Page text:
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China to quicken steps for structural readjustment in auto industry

The State Development and Reform Commission (SDRC) is planning on putting into effect some measures to address the structural overcapacity in China’s auto industry, according to a news report in Diyi Caijing Ribao (China Business News).
In a circular issued in June, the threshold for starting an automobile project in China is greatly increased in order to aid macro-control expansion of auto projects in the country. It requires that all newly established complete vehicle manufacturers, and all new investment in cross-product projects of existing manufacturers, should meet the requirements for independent innovation, in addition to the industrial policy. Furthermore, manufacturers planning to set up a new production plant must sell at least 80 percent of its output capacity. The requirements for the entry of foreign investment are also made considerably more stringent, with approval being denied to any low-quality projects with high energy consumption or heavy pollution.
This readjustment of China’s auto industry aims to restrain local investment in small-sized auto companies, while at the same time planning for larger auto projects. The SDRC will inspect those projects under construction and raise the standards for new projects awaiting approval.
Currently China has about 200 whole vehicle manufacturers with the ability to produce 8 million units a year. This capacity is only growing larger, as new investments in the auto industry increased to over ¥100 billion in 2005. One noteworthy fact, however, is that while the production value of 6,315 auto companies in China increased by 8.6 percent last year, their total profit went down 24.3 percent. Even more noticeable is that the profits of 14 major automakers decreased by about 40 percent last year and 1,155 auto firms incurred losses – 63 more firms than in the previous year.  
“Some rapidly expanding foreign automakers are the target of this regulation,” said a marketing director of a local company, “but objectively domestic automakers will be affected most, for they are basically supported by government, having small maneuvering space on the market.”
In the past few years, considerable progress has been made on structural development and adjustment in the auto industry. Independent car brands have accounted for 25 percent of the total production and sales in China. Independent commercial vehicles have taken up more than 80 percent of the domestic market, and independent lower-end passenger cars and mini buses have dominated over 90 percent of the market in 2005.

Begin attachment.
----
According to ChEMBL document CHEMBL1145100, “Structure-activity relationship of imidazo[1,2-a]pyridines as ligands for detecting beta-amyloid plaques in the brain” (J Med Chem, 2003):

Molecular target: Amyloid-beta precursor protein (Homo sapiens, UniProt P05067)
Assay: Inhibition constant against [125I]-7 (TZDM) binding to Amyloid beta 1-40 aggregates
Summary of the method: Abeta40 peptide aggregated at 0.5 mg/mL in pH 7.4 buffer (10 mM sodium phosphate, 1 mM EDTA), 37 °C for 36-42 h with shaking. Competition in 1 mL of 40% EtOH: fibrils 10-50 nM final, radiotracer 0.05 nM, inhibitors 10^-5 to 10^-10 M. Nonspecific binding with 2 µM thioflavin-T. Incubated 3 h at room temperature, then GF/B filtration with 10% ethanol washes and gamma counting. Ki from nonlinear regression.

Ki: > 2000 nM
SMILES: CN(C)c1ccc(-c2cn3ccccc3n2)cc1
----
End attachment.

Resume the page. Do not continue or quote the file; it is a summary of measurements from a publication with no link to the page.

The structure of the auto industry still has a few problems, however. Among the top 15 automakers in China, there is only one private enterprise. This unusual industrial structure has presented a lot of difficulties in mergers and acquisitions. Another problem the industry faces is that the production structure is slow in upgrading technology. There is a long way to go towards producing more fuel-efficient and environmentally friendly cars. In addition, over-reliance on foreign technology and imports has resulted in weak development of independent brands, with many automakers doing assembly work for years. Compared to other auto markets, China lags far behind in the development of auto parts and components.
By making structural adjustments, China plans to encourage domestic auto manufacturers to further develop their innovative potential in technological research, and to produce more and better cars of independent brands.
“Independent auto brands should take up about 60 percent of the market share during the period of the 11th Five-Year Plan,” said an official from SDRC. “The key to competition is to get used to the choice of market, just as what the Japanese and Korean automakers have done in raising the market share of domestic products.”

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